Buncombe Turnpike was completed along the French Broad River through Hot Springs (called Warm Springs at the time) in 1828, connecting Tennessee and Kentucky to the east coast. It was the superhighway of the South at the time. Farmers drove thousands of horses, cattle, hogs, and other livestock to markets in Charleston and Augusta on the Turnpike and stopped in Hot Springs to take the waters along the way.
A Series of Three Hotels & The Railroad Arrives
Recognizing the potential for tourism, James Patton of Asheville, bought the springs in 1831 and by 1837 had built the 350-room Warm Springs Hotel with thirteen tall columns commemorating the first colonies. Because of it size and grandeur, it was called Patton’s White House. Its dining room could seat 600.
The next owner was James H. Rumbough, a stage coach operator, who bought the springs in 1862. In the hotel’s ballroom, second largest in the state, Frank Johnson, son of President Andrew Johnson, met his bride, Bessie Rumbough, daughter of the hotel owner.
The railroad reached the village in 1882, and it was necessary for Rumbough to enlarge his hotel. Two years later the hotel burned, and the springs and much of the town were sold to the Southern Improvement Company, a northern syndicate.
The Mountain Park Hotel was built in 1886, and a higher-temperature spring was discovered, prompting the company to change the town’s name from Warm Springs to Hot Springs. The Mountain Park was one of the most elegant resorts in the country during its heyday. It consisted of the 200-room hotel, a barn and stables, a spring house, and a bath house of sixteen marble pools, surrounded by landscaped lawns with croquet and tennis courts. The Mountain Park Hotel established the first organized golf club in the Southeast with a nine-hole course.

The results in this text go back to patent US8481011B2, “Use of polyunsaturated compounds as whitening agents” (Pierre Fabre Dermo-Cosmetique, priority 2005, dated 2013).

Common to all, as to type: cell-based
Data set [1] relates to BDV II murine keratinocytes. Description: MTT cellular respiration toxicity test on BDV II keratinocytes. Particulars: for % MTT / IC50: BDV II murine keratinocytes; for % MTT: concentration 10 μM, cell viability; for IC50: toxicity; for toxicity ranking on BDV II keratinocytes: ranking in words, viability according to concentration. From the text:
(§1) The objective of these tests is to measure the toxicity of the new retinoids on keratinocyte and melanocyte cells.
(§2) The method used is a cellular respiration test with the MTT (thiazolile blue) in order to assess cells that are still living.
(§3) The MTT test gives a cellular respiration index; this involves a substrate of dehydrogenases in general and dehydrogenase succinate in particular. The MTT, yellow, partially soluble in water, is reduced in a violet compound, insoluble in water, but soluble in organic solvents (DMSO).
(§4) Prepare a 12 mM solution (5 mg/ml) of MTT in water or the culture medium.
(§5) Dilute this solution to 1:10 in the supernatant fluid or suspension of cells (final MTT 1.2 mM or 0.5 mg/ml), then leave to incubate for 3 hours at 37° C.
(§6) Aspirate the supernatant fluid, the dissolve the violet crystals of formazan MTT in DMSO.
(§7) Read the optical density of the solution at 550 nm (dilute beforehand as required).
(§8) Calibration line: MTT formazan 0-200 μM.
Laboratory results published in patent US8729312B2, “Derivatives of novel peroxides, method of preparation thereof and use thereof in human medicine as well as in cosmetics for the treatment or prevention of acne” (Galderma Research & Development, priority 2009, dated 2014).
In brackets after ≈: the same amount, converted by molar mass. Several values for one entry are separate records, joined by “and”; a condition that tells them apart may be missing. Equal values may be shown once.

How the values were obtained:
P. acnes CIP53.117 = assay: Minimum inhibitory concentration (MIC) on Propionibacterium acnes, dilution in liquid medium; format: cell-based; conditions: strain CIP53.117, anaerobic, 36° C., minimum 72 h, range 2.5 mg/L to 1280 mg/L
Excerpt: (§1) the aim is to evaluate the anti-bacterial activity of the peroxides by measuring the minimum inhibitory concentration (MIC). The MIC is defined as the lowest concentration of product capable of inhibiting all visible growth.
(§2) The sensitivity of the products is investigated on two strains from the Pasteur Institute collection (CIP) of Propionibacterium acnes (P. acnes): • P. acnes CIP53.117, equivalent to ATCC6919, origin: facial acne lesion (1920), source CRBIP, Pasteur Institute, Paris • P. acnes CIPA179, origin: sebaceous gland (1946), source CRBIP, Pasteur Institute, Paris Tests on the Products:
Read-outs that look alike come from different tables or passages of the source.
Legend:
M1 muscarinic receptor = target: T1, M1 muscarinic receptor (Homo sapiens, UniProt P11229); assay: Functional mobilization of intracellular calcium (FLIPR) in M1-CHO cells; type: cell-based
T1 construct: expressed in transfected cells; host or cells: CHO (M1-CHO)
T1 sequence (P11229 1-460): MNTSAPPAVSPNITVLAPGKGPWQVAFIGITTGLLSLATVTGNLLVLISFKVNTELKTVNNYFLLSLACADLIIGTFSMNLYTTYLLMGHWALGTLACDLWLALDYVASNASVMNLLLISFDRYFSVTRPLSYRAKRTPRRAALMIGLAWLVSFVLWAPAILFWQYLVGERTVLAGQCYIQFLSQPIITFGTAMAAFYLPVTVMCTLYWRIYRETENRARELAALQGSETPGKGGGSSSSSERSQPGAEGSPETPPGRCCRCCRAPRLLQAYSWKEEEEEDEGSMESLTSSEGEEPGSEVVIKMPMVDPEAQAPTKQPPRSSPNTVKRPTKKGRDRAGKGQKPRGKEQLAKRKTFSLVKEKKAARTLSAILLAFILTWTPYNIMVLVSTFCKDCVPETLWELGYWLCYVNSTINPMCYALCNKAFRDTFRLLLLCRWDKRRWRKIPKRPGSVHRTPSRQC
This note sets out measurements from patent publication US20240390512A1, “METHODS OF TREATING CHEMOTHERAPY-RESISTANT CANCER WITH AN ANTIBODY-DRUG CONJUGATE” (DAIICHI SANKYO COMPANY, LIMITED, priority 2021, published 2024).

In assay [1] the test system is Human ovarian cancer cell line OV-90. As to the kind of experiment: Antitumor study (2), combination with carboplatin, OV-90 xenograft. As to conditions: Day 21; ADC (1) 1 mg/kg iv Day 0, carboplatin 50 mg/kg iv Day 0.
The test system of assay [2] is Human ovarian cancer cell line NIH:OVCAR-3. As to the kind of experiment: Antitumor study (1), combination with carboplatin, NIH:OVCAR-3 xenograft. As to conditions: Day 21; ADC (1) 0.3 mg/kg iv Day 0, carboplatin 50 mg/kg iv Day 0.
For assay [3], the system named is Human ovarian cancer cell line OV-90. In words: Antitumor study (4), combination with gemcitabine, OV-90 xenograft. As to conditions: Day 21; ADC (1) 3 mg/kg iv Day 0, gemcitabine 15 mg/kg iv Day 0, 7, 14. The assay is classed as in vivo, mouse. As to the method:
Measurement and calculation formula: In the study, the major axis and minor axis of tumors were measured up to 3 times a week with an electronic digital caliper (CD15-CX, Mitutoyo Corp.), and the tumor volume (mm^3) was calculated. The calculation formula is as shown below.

The German Internment
By May 1917, however, fewer and fewer people were taking the waters, and the Mountain Park Hotel and grounds were leased to the federal government as an internment camp for hundreds of German merchant sailors captured in U.S. harbors when war was declared. The internees were treated well by the townspeople, and several returned to visit after the war.
When the war ended, the Mountain Park Hotel never regained its former glory. The hotel burned in 1920, never to be rebuilt. Two other hotels were built on the grounds of the springs during the next forty years, but neither were as grand as the Warm Springs Hotel or the Mountain Park. Both of these smaller hotels also succumbed to fire, and the Town of Hot Springs was nearly forgotten as a tourist destination.
Hot Springs is again a haven for those seeking a relaxing and healthful mountain retreat. Outdoor recreation abounds. Hikers can explore some of the scenic stretches of the 2, 100-mile Appalachian Trail, which runs down the main street of Town before crossing the French Broad River and climbing back onto the ridgetops. Rafters can shoot the rapids on the French Broad River. Mountain bikers can wind along wooded paths to open meadows with commanding views of the surrounding peaks. Those seeking time for relaxation can simply savor the area’s breathtaking scenery while soaking in hot mineral baths in secluded outdoor tubs at the reopened Hot Springs Spa.
Reference: “The German Invasion of Western North Carolina, ” written by historian Jacqueline Burgin Painter (Biltmore Press, Asheville, NC 1992).